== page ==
This project serves New England farmers who are responding to the steadily expanding public desire for year-round access to local food. The project builds upon successful innovations in cold-season growing, and will focus on aspects of production and storage that need further development to strengthen this aspect of the regional food system. Low tunnels protect cold-hardy crops through the winter for early spring harvest at a fraction of the cost of high tunnels. Growers and researchers in NH, MA and neighboring states will explore low tunnel growing methods for onions, spinach, and Brassicas in six locations over three winters. The project team will work directly with farmers to improve winter storage capacity for fall-harvested vegetable crops by combining existing knowledge of post-harvest physiology with low-cost, energy-efficient designs. We will research varieties, harvest dates, post-harvest handling and storage methods using carrots as a model crop for long-term storage. Two local food organizations, CISA in western MA and Seacoast Eat Local in eastern NH, will organize winter farmers markets to link farmers and the public as well as evaluate farmer and consumer needs. A lively exchange of knowledge among farmers will be supported through workshops, farm tours and learning networks. Farmers have committed to participating and serving on an advisory committee to guide the project.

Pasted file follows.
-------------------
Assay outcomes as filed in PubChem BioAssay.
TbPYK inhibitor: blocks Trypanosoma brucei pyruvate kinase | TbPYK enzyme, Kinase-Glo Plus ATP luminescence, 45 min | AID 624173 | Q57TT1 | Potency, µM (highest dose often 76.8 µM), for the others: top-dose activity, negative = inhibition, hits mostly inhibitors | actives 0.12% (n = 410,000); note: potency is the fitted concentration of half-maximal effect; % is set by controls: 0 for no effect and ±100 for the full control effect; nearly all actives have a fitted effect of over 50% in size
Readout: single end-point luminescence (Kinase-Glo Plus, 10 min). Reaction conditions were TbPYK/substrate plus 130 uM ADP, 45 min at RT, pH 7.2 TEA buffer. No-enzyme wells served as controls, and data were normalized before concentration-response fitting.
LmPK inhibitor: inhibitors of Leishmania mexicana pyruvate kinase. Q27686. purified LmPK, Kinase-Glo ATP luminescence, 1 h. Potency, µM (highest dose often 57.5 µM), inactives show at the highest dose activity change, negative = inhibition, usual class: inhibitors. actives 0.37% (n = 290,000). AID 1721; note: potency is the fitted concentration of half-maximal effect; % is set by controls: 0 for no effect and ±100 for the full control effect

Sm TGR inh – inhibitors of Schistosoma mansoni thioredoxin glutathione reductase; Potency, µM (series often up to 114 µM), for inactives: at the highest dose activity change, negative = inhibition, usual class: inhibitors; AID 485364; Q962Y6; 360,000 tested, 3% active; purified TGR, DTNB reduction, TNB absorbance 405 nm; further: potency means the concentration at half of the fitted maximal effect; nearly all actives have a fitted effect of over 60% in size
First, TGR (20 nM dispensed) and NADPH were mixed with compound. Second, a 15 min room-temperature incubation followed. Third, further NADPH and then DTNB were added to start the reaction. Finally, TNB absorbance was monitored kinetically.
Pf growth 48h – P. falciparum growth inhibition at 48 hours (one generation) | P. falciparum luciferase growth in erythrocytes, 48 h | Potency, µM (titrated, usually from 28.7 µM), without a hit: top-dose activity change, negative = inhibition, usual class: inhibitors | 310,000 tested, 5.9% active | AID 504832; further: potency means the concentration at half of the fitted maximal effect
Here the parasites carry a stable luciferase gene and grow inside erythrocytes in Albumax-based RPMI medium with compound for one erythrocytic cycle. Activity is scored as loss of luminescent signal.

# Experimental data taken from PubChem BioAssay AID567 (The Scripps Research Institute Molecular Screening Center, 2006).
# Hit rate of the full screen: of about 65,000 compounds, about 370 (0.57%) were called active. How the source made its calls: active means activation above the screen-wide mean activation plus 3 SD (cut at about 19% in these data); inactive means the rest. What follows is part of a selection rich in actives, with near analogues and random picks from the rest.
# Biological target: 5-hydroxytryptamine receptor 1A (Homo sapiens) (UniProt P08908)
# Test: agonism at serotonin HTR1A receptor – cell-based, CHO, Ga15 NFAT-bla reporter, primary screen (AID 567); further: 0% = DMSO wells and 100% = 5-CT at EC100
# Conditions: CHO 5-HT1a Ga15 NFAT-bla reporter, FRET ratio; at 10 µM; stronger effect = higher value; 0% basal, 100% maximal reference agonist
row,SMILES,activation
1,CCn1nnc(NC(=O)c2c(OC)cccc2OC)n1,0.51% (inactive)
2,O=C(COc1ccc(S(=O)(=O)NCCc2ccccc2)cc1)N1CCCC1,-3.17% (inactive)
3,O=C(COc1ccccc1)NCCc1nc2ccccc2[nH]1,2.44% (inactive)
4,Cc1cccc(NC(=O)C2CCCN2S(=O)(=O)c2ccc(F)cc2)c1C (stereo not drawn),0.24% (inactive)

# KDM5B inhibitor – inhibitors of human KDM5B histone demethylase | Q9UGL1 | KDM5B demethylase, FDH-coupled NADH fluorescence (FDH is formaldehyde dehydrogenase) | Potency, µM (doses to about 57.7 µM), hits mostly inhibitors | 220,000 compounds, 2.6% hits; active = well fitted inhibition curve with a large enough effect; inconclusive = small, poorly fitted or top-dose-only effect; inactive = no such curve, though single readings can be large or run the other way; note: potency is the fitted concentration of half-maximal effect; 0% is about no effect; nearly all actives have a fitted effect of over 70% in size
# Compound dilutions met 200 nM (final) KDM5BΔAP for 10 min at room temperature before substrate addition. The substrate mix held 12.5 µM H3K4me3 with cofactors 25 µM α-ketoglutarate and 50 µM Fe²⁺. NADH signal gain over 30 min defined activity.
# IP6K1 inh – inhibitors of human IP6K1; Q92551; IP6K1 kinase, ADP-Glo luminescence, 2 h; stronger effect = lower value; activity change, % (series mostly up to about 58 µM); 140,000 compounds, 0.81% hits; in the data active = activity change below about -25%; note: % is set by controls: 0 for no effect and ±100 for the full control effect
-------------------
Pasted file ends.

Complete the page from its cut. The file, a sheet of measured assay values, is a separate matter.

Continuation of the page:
Performance targets from proposal:
This project will serve vegetable farmers who are responding to rapidly growing demand for locally grown food year-round. These farmers sell direct to customers and wholesale to other farms, schools, coops, and supermarkets. We will reach over 1,000 farmers through publications, and over 400 growers through direct contact in workshops, farmer networks and on-farm trials. The targeted audience needs new knowledge to increase production of crops for storage, efficiently meet crop storage needs, and use protective structures to extend the harvest season of field crops. By expanding harvests and sales in December-April, they will increase winter income, keep year-round employees, and help build regional food self-sufficiency.
Performance Target: 75 vegetable growers in New England increase their annual income from sales of vegetable crops during the months of December through April, by an average $6750 per farm. This will be accomplished through extending their production and harvest season or through expanding successful storage of fall-harvested crops, or both.